Presenters: Julie Collins, CWLA and BBI Consultant/Family First Lead, Washington, DC; and TBD
H9 – Rethinking Family Recovery: Lessons from the Prevention and Family Recovery Program
This workshop will explore family readiness as a collaborative practice issue by raising the need for coordinated case plans and effective communication protocols across child welfare, substance use treatment, and court systems. The session will explore program designs across grantee sites, including the timing and phasing of reunification, transitioning to a family centered approach, improving quality parenting time, and the importance of a strong governance structure. Presenters will highlight key lessons from the Prevention and Family Recovery Initiative and feature a site example and presentation from the Tompkins, New York site. Participants will learn successful key concepts and practical strategies to implement these lessons in their jurisdiction.
Presenters: Nancy K. Young, Children and Family Futures, Lake Forest, CA; and Toini Pulver, Tompkins County Department of Social Services, Ithaca, NY
H10 – Engaging Youth in Child Welfare Policy Advocacy: Successes and Challenges of a Multi- State Youth Advisory Board
State and federal legislation reflect a recognition of the need to incorporate youth voice in decision-making as a mechanism to enhance child welfare policy and practice. However, there is limited research focused on promising practices in the context of child welfare. Participants in this session will learn about the successes and challenges of youth engagement in the New England Youth Coalition—a group of foster youth and adult supporters from across Region I, New England—who advise the commissioners and directors of those states. Participants will also learn key elements of meaningfully engaging youth in child welfare policy advocacy.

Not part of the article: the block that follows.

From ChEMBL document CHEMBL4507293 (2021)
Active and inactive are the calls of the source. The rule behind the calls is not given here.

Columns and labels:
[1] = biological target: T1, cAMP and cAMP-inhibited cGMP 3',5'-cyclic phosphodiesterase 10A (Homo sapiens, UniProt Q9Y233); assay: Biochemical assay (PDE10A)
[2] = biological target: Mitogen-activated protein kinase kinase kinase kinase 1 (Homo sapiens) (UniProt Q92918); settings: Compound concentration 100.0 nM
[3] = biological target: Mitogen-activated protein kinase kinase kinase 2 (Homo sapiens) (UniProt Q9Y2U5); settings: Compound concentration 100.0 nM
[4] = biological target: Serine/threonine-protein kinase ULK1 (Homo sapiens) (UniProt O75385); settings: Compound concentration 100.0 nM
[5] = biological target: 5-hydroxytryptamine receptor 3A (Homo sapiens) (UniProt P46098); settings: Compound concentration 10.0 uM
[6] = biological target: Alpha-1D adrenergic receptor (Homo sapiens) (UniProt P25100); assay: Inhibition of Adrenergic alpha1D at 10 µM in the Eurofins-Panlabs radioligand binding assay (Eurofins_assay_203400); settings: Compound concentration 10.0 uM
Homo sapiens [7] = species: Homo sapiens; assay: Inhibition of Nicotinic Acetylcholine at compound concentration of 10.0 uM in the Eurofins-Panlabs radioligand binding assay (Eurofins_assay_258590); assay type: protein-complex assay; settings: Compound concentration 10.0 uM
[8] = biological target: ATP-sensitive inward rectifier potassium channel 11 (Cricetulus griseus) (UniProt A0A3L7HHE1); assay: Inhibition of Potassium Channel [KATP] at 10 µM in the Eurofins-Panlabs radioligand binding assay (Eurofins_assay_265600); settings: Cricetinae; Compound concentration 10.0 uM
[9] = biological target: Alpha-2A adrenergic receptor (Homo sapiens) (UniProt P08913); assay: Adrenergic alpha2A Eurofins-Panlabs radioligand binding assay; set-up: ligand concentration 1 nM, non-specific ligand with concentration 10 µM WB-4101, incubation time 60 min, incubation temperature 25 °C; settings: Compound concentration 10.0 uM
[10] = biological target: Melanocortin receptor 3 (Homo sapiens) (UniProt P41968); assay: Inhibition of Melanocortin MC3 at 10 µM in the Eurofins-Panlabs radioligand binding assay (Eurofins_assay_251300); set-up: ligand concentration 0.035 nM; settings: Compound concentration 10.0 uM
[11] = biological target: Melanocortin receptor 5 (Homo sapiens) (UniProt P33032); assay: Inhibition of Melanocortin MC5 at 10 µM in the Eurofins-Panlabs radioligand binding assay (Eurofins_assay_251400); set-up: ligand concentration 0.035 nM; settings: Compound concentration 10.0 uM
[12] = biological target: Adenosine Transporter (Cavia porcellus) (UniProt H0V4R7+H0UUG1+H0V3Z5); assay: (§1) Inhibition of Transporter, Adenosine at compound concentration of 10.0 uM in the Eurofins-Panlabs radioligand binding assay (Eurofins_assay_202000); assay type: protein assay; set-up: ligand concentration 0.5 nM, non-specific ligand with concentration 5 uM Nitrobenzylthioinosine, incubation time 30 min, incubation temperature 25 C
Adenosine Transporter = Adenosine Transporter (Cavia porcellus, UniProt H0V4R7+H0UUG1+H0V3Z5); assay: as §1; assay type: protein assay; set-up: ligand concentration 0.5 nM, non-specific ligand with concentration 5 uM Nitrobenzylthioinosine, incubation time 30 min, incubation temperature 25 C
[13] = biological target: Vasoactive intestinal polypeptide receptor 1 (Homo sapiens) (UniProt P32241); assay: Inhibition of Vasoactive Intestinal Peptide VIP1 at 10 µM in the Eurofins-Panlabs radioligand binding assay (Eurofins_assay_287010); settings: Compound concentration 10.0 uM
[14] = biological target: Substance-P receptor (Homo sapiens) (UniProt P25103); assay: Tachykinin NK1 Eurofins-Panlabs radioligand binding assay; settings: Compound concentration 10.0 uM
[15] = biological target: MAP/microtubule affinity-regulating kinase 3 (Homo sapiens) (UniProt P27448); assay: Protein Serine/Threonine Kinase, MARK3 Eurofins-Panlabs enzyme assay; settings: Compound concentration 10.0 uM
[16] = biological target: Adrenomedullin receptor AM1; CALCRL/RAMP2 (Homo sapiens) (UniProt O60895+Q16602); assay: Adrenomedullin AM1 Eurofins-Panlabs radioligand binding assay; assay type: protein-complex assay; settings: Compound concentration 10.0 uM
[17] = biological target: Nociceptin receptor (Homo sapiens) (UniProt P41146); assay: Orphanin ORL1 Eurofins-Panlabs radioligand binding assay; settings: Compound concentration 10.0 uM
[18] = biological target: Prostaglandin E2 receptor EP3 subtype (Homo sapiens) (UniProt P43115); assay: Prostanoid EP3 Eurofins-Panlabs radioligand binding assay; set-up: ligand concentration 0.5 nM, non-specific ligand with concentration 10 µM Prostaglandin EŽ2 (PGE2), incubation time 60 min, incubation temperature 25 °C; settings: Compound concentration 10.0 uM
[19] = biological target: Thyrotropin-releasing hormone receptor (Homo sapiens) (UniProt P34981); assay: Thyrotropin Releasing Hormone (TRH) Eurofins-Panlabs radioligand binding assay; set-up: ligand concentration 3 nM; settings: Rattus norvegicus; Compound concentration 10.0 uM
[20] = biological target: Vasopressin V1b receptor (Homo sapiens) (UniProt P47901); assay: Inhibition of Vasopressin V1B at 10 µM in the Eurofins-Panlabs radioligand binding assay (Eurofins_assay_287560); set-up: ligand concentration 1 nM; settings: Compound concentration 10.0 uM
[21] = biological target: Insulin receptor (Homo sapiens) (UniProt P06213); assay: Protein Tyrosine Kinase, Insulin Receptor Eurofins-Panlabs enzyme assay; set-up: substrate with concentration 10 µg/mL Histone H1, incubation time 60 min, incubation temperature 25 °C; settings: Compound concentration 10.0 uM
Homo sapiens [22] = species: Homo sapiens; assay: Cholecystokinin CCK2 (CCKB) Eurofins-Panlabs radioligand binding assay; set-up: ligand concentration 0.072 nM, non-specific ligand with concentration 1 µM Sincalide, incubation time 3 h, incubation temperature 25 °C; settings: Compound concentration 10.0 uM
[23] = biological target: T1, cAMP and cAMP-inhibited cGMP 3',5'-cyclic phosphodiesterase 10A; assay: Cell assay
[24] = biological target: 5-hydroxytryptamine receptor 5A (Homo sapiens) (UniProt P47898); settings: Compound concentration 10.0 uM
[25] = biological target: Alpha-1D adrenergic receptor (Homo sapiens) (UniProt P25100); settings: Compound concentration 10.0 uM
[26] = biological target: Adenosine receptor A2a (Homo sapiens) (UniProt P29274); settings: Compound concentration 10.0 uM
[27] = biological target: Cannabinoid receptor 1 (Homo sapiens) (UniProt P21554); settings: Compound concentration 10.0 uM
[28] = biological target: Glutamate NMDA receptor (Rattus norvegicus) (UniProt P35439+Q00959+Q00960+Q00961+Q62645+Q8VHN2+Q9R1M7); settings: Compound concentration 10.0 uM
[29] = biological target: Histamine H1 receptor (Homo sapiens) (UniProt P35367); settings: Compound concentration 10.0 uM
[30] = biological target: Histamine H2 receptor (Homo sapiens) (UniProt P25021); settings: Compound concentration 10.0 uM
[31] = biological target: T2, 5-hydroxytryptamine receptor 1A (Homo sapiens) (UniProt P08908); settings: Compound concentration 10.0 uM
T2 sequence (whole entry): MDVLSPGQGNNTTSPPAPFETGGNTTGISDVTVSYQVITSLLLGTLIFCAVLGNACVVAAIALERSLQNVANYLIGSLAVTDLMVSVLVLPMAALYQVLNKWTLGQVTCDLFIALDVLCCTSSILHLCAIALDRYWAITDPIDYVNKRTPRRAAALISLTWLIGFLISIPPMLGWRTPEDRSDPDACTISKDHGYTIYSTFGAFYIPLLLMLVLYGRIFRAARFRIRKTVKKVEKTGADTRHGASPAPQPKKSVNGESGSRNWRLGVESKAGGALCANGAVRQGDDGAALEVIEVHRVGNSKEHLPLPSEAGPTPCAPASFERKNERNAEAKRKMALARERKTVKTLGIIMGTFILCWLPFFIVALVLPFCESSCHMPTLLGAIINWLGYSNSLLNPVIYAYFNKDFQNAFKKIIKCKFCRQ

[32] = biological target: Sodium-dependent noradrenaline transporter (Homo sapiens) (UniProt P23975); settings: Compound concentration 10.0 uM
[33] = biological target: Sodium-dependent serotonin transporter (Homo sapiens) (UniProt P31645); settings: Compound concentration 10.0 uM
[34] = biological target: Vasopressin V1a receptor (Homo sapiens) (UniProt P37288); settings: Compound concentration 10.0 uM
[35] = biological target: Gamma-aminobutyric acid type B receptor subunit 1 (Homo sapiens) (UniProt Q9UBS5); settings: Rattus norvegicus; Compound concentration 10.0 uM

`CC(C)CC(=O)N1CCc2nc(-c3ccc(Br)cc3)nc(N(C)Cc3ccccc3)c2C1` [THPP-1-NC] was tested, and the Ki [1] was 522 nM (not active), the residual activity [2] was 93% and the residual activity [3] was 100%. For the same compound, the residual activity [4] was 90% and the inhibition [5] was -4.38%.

Presenters: Astraea Augsberger and Linda Sprague Martinez, Boston University School of Social Work, Boston, MA; Grace Hilliard-Koshinsky, New England Association of Commissioners and Directors, New England Youth Coalition, and Massachusetts Network of Foster Care Alumni, Boston, MA; and Julie Springwater, Boston University School of Social Work and New England Association of Child Welfare Commissioners and Directors, Boston, MA
Thursday, April 11
7:30 – 8:30 am; 12:15 – 1:15 pm; and 5:30 – 6:30 pm
Conference posters will be on display throughout the day on Thursday, April 11. There will be several opportunities for presenters to share information with attendees and answer questions.